Climate change is a significant factor in the investment policy of close to three-quarters (73 per cent) of investors, according to a new study.
Robeco has reported the finding from its 2021 Global Climate Survey, carried out by CoreData Research.
Almost all 300 institutional and wholesale investors questioned, across Europe, North America and the Asia Pacific, indicated that they already have a formal policy on climate change in place or that climate will be integrated as part of a broader sustainability policy in the near future.
While the proportion of investors that have committed to a net-zero carbons emissions target is relatively small (17 per cent), it’s on an upward trajectory that is expected to rise to more than half of all investors (52 per cent) in the next five years.
The shift is tipped to take place mainly in Europe and North America, where in both regions more than 60 per cent of investors expect to adopt a zero-carbon target within this time frame. The Asia-Pacific region is behind, with only 29 per cent of investors expecting to do the same.
Divesting from carbon-intensive assets is also expected to rise sharply in the next five years, despite 40 per cent of investors not doing so during the last five years. The proportion for those who have not divested is expected to fall to 19 per cent for institutional and 25 per cent for wholesale investors in the coming years.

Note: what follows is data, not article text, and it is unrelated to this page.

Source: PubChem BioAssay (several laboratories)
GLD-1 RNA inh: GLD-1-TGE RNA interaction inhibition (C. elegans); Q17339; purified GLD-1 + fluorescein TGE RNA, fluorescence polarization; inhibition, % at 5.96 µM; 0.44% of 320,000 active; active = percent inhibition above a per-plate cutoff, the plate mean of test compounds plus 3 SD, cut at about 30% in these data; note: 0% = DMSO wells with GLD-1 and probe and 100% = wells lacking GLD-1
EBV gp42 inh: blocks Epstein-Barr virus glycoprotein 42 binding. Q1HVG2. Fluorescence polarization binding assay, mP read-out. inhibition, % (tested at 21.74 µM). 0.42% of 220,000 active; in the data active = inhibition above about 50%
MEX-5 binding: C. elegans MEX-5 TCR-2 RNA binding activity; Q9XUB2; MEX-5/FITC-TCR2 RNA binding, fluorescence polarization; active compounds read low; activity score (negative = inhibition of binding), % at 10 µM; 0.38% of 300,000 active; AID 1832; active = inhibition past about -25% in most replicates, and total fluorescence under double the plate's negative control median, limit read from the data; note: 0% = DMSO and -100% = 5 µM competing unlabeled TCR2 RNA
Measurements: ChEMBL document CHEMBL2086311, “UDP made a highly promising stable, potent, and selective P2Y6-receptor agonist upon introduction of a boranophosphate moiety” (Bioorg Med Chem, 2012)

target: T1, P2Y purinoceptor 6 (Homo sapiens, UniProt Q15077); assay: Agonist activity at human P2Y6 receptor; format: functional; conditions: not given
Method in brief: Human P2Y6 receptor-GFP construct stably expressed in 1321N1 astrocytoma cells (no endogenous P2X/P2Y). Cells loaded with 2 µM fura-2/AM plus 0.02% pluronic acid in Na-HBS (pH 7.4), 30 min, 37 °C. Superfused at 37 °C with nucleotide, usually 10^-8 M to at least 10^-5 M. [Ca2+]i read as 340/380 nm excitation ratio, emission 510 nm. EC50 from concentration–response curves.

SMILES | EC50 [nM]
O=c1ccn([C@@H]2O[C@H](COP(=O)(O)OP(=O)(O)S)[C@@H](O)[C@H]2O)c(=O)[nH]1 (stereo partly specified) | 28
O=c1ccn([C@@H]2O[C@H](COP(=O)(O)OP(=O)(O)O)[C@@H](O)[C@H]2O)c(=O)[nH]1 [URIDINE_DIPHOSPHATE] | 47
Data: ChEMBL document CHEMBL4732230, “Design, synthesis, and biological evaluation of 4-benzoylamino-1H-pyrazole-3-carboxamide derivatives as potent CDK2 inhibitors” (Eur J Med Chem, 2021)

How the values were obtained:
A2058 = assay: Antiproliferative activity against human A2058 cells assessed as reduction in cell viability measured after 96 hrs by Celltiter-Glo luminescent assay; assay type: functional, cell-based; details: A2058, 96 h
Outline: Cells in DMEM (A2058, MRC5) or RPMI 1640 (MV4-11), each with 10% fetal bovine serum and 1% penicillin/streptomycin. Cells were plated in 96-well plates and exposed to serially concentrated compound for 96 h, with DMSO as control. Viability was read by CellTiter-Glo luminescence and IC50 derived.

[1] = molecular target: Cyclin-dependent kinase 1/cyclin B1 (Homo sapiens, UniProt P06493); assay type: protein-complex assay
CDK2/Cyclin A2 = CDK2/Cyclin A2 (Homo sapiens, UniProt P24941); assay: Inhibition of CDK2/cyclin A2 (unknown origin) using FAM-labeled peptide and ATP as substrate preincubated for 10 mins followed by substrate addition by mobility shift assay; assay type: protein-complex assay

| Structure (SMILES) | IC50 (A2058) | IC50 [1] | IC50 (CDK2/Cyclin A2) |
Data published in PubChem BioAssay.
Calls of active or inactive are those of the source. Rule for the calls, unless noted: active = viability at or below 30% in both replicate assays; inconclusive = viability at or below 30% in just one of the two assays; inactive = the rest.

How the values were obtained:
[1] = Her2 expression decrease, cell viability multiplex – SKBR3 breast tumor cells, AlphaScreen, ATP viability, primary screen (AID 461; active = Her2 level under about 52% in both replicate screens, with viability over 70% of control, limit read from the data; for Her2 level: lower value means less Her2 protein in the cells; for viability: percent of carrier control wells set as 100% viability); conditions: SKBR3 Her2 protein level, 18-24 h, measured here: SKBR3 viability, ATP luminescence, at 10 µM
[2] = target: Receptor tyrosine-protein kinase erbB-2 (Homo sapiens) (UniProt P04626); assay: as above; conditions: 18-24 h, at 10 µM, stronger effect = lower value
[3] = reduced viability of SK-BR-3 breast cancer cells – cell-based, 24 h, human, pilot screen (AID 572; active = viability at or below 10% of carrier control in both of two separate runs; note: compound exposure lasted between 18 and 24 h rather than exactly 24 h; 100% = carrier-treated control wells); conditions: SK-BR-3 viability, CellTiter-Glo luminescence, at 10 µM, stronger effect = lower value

Gilbert Van Hassel, chief executive of Robeco
But there is demand for more specialised expertise, support and education on climate change, Robeco stated, with 44 per cent of respondents globally viewing the lack of data and reporting as the biggest obstacle to implementing decarbonisation.
The percentage is higher in Europe (58 per cent), while in the APAC, the shortage of low-carbon investment strategies is the largest concern (54 per cent) and North America sees the lack of internal expertise on decarbonisation as the biggest challenge (45 per cent).
Gilbert Van Hassel, chief executive of Robeco commented moving to a low-carbon economy “needs a global effort, with governments, regulators, the corporate sector and individuals all playing their part”.
“This survey shows that the vast majority of investors are committed to tackling climate change, which is a promising sign,” Mr Van Hassel said.
“Yet it has also revealed a substantial knowledge gap when it comes to fully understanding these major issues, with many investors not knowing where to start or how to make a difference. The time to act really is now.”
This article was originally posted in Investor Daily